(Host) The national data company LexisNexis tried to collect some of the personal income data that’s showing up in Vermont town clerks’ offices.
Critics say that’s just what they feared would happen when the state paired income information with property tax records.
VPR’s Ross Sneyd reports.
(Sneyd) Bennington Town Clerk Tim Corcoran says the call was taken by one of his assistants.
(Corcoran) "A company from Florida asked for a list of who and how much people got on prebates."
(Sneyd) The caller was told if he wanted information, a written request had to be filed, and the issue was dropped.
A spokesman at LexisNexis says a subsidiary was interested in the information for legitimate business purposes. But the company has decided not to pursue it.
Critics say LexisNexis is unlikely to be the last company wanting to take a look at the newly available data.
Town clerks’ property tax records have always been open to the public.
But, this summer, those records are being supplemented with material from the state Tax Department about residents’ incomes.
Most Vermonters’ property tax bills are adjusted through income sensitivity. If they qualify, they only pay about two percent of their income toward education.
Until this year, the adjustment was made when the state mailed a check to taxpayers. Now, the state is telling town clerks what the adjustment is and clerks are reducing tax bills before they’re mailed.
Stowe Town Clerk Alison Kaiser says it’s easy to use the new information from the state to calculate someone’s income.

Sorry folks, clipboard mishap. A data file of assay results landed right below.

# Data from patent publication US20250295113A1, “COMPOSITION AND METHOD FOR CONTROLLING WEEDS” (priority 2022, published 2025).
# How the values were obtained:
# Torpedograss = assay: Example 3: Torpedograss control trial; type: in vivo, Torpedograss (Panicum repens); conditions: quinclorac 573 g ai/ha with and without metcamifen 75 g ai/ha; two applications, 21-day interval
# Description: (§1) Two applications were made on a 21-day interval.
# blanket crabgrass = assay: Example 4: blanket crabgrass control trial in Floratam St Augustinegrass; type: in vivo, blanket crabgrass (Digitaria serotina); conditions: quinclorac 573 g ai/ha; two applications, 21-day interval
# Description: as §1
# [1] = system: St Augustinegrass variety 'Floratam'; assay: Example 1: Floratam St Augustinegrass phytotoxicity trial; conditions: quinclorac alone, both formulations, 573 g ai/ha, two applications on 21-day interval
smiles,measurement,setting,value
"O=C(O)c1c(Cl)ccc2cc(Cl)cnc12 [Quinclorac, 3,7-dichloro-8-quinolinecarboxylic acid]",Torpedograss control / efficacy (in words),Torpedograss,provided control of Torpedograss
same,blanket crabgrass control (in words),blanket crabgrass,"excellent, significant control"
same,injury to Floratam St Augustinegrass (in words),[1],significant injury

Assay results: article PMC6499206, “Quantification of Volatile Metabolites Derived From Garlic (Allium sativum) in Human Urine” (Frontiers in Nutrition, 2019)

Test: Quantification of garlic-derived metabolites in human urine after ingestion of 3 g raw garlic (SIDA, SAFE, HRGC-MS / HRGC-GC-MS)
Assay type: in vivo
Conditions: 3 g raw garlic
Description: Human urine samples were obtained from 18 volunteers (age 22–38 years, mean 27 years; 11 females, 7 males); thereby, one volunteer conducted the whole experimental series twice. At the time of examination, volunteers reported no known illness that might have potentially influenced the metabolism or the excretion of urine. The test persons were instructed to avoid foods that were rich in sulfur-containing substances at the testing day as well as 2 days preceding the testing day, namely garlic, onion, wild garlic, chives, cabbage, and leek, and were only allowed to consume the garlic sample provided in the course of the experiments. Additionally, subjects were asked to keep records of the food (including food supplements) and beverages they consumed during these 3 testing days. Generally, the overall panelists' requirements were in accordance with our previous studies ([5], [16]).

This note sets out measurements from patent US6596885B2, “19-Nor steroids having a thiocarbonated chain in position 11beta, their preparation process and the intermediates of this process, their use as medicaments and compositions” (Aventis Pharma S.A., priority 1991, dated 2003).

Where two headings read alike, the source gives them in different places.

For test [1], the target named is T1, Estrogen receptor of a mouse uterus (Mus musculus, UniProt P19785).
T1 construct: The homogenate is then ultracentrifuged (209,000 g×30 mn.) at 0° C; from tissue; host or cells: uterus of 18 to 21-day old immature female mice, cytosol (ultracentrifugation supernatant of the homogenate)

(Kaiser) "If someone were to get a copy of a tax bill, which is part of the public record, you can take that tax bill and manipulate it using the state Tax Department’s own tax calculator right on their Web site, to go backwards into somebody’s income."
(Sneyd) There’s disagreement among town clerks – and among state officials – about whether the income adjustment information should be public.
Secretary of State Deb Markowitz has said it should be kept private.
But Montpelier’s clerk relied on advice from the Tax Department. So she released 24 pages of data to two individuals who asked for it. One of the requests came from the state Republican Party.
Allen Gilbert is the head of the American Civil Liberties Union in Vermont. He says anything that could be used to determine household income should be private.
(Gilbert) "Household income is a prized bit of information, maybe by your neighbor next door, but I think more importantly by data aggregators. Data aggregators, national companies, want to have income information for households. And they use it for marketing purposes."
(Sneyd) So the ACLU expects to go to court and ask a judge to lock the information back up.
For VPR News, I’m Ross Sneyd.